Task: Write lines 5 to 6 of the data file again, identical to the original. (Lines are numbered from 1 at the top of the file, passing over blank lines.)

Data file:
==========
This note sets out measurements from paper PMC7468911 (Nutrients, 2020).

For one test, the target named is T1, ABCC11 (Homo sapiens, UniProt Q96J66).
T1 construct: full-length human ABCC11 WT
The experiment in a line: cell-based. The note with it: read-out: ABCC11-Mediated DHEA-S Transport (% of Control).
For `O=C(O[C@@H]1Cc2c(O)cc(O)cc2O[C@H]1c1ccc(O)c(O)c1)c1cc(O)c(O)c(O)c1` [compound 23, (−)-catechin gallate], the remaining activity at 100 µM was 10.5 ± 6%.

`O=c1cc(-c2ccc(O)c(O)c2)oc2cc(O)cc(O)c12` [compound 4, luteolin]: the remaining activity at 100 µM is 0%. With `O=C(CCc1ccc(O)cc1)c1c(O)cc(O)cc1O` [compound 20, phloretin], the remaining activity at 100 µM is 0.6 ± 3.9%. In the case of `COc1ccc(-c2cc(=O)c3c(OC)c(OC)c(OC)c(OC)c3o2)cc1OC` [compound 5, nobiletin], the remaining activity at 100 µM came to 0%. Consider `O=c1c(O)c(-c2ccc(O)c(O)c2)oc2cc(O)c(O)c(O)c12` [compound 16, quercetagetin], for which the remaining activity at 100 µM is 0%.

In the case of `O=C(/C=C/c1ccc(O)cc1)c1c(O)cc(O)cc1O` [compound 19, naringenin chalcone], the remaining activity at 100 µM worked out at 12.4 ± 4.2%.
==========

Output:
For `O=C(O[C@@H]1Cc2c(O)cc(O)cc2O[C@H]1c1ccc(O)c(O)c1)c1cc(O)c(O)c(O)c1` [compound 23, (−)-catechin gallate], the remaining activity at 100 µM was 10.5 ± 6%.

`O=c1cc(-c2ccc(O)c(O)c2)oc2cc(O)cc(O)c12` [compound 4, luteolin]: the remaining activity at 100 µM is 0%. With `O=C(CCc1ccc(O)cc1)c1c(O)cc(O)cc1O` [compound 20, phloretin], the remaining activity at 100 µM is 0.6 ± 3.9%. In the case of `COc1ccc(-c2cc(=O)c3c(OC)c(OC)c(OC)c(OC)c3o2)cc1OC` [compound 5, nobiletin], the remaining activity at 100 µM came to 0%. Consider `O=c1c(O)c(-c2ccc(O)c(O)c2)oc2cc(O)c(O)c(O)c12` [compound 16, quercetagetin], for which the remaining activity at 100 µM is 0%.